Woody Jarrett is the Lead Pastor of River of Life Church. Woody is married and is the father of four young adults. He currently resides in Waycross, GA.
The news was devastating. It hit with the full force of a category five hurricane. It was a swift kick to the gut, soon as you’d gulp a breath through your mouth, another kick even more punishing than the first hits again.
We heard the news of the helicopter crash that killed nine people to include Kobe Bryant and his daughter Gigi. The world responded with an outpouring of grief and a strong sense of loss. But nothing could have prepared the families for the dreadful loss of their loved ones. For the families, an unimaginable nightmare came, sending them into a fog of despair, shock and questions of “why?”. The answer to the “why” may never come.
We find a story from the Bible, in the book Job, of a man that was hit with a tidal wave of calamities. Job, through a series of disasters, lost his children, possessions and health (Job 1.13-19; 2.7-8). I’m almost certain that Job must have asked the same question, “Why?” Yet what Job encountered through these unwelcomed misfortunes was an iron clad faith in God (Job 1.20, 22; 2.10).
What’s intriguing about this story is the response Job’s three friends had to his tragedies.
We find their response in Job 2.11-13, which is a blueprint for our response to tragedy. We do not know how Job’s friends heard the news, nor the distance they traveled to get to Job. What we do know is that they were intentional in their determination to reach him. “An appointment together” (2.11), proved their loyalty to Job. Eliphaz, Bildad and Zophar did three things. They came to Job, they sympathized with him and they provided comfort for him (v.11). They entered Job’s suffering by coming alongside him. When they saw Job from a distance, he was unrecognizable. To know a person and then come to know what has befallen them can be devastating and jolting. They knew Job in his health, wealth and prosperity, but now they know him in his disease, destitute and misery. But instead of being repulsed, they “raised their voice and wept” (v.12), an expression of lamenting and mourning. They further expressed their anguish as “each of them tore his robe and they threw dust over their heads toward the sky” (v.12). This was the same response Job displayed when he heard the news about his children’s demise and destroyed possessions (Job 1.20-21).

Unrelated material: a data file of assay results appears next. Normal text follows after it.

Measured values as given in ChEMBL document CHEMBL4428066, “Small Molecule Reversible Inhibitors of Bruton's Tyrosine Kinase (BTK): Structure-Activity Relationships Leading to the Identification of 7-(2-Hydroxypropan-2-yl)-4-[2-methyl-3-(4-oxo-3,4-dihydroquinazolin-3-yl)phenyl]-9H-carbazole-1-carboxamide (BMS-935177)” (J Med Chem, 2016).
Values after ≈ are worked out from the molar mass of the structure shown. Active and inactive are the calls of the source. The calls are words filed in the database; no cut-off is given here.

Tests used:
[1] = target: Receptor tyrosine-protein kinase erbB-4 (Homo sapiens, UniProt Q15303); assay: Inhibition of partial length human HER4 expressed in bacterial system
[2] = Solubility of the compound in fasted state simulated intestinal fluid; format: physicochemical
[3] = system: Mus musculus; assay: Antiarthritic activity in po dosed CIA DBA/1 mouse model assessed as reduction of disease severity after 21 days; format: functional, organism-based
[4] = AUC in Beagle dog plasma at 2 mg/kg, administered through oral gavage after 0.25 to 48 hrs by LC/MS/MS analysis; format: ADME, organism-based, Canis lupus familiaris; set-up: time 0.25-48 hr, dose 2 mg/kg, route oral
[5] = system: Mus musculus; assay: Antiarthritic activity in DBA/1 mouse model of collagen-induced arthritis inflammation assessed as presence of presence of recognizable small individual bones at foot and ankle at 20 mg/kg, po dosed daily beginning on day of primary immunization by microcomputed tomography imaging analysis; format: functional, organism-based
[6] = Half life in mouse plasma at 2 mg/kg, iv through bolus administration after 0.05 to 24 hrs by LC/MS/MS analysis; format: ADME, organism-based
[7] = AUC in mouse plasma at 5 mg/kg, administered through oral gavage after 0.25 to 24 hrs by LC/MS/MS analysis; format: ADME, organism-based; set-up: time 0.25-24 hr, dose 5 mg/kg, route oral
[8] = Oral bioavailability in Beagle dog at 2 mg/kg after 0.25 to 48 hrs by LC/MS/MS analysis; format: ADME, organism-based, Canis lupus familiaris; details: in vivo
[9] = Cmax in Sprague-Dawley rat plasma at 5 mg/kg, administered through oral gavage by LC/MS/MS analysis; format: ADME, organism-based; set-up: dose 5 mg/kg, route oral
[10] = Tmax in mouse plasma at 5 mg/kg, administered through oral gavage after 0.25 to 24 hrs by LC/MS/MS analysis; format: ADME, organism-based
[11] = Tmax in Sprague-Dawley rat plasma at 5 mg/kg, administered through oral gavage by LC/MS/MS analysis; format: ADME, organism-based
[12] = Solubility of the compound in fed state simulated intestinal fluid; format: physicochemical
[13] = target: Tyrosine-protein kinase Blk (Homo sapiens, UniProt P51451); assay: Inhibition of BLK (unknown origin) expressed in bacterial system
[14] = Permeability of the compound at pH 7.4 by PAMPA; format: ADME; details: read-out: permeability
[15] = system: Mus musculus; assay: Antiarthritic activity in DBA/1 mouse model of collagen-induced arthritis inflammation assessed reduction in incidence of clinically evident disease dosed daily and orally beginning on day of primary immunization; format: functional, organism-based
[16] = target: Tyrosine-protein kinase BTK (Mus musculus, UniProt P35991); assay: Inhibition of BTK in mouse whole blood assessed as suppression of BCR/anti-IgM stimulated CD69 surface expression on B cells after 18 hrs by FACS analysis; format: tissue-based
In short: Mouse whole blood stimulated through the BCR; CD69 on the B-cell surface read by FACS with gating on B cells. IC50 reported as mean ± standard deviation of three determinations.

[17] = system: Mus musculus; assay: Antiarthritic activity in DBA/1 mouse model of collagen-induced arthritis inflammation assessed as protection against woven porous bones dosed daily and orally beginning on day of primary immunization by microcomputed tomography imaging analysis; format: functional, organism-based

“Then they sat down on the ground with him for seven days and seven nights” (v.13). Job’s friends entered his suffering by being with him. Being with someone in their darkest most vulnerable hour is not only a comfort, it’s also an assurance that someone identifies with your pain.
“They did not speak a word to him” (v.13). No words needed to be said. What does one say in the rawness of pain and suffering? Why in some cases does silence speak louder than words?
It’s because nothing needed to be said when “they saw that his pain was very great (v.13).
Silence shouts into the depth of the mourner’s inner being saying, “I AM HERE”.
Just how Job’s friends came alongside him to partake in his suffering, so does our LORD and Savior, Jesus Christ in ours. Jesus enters our suffering through His Spirit. Surely our griefs He Himself bore, and our sorrows He carried; but He was pierced through for our transgressions, He was crushed for our iniquities; the chastening for our well-being fell upon Him, He was oppressed and He was afflicted (Isaiah 53. 3, 4, 5, 7 NASB). As He enters our pain, He remains silent to our questions because He is suffering with us. He joins us in our sorrow and weeps with us (John 11.35 NASB). Christ at times is our silent partner because “we do not have a High Priest who is unable to sympathize and understand our weaknesses” (Hebrews 4:15 AMP).
Christ sits with us as Comforter and Friend. “And I will pray the Father, and he shall give you another Comforter, that he may abide with you forever (John 14.16 KJV). He gave us the Holy Spirit, the same as the Spirit of Christ (Romans 8.9 NASB), to be with us forever. In our personal time of grief, we are comforted by the Person and Presence of Christ. Therefore, we can say, “blessed be the God and Father of our Lord Jesus Christ, the Father of mercies and God of all comfort, who comforts us in all our affliction so that we will be able to comfort those who are in any affliction with the comfort with which we ourselves are comforted by God (2 Corinthians 1.3-4 NASB)).
Our response to family members or friends who are suffering is to be like Job’s friends.
We must make an appointment to enter their suffering with the comfort with which we ourselves are comforted by God (2 Corinthians 1.4 NASB). Even if that comfort remains silent.